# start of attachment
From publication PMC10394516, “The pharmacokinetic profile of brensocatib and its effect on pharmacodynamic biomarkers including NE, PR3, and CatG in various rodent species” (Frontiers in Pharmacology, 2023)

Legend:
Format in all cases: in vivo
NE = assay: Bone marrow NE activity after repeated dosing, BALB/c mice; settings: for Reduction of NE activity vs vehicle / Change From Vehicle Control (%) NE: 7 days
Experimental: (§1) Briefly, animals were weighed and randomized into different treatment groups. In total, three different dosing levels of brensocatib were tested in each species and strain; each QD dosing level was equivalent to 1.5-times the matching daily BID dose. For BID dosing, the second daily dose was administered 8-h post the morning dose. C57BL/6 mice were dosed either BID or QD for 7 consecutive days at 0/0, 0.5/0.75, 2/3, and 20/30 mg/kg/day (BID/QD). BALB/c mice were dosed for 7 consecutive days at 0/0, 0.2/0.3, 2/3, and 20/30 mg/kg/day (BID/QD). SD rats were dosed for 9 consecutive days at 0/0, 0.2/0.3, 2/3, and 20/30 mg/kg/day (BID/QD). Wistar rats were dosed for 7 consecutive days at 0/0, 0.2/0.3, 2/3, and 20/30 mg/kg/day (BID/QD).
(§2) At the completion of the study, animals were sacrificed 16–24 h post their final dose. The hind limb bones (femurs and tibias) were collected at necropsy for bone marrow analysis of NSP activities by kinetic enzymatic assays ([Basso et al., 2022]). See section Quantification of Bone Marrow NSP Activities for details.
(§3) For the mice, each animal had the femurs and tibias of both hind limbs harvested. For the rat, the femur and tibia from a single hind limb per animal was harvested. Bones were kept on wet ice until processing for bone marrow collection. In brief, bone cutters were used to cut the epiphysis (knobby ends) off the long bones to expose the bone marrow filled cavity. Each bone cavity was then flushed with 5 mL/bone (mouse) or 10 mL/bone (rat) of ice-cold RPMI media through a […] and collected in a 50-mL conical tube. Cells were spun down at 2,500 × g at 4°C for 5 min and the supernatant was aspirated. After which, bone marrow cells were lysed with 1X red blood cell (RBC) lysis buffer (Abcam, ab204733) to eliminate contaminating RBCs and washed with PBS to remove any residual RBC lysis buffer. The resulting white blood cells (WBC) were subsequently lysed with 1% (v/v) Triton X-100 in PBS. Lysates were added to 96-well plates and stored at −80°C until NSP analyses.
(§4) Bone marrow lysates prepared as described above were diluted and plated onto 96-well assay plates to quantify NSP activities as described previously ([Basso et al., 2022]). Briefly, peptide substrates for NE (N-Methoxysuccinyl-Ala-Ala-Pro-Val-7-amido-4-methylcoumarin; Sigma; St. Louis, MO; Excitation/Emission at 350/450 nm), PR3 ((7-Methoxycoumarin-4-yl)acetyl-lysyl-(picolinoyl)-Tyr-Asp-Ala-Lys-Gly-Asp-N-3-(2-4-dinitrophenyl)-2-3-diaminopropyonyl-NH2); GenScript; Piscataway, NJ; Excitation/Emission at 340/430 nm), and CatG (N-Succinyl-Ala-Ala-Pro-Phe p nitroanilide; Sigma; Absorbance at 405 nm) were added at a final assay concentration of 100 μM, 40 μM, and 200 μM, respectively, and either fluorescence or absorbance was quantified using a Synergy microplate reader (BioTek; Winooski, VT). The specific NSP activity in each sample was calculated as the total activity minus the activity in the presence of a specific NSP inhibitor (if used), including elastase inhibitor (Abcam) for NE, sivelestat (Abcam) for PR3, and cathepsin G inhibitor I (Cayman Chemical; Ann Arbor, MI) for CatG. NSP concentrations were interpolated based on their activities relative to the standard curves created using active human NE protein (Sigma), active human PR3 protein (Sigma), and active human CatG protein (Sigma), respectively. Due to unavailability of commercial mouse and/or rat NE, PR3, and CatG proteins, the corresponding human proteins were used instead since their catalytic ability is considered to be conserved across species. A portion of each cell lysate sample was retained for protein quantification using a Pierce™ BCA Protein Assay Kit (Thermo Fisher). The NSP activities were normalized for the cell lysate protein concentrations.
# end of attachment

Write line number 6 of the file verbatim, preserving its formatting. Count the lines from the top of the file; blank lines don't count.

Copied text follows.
(§2) At the completion of the study, animals were sacrificed 16–24 h post their final dose. The hind limb bones (femurs and tibias) were collected at necropsy for bone marrow analysis of NSP activities by kinetic enzymatic assays ([Basso et al., 2022]). See section Quantification of Bone Marrow NSP Activities for details.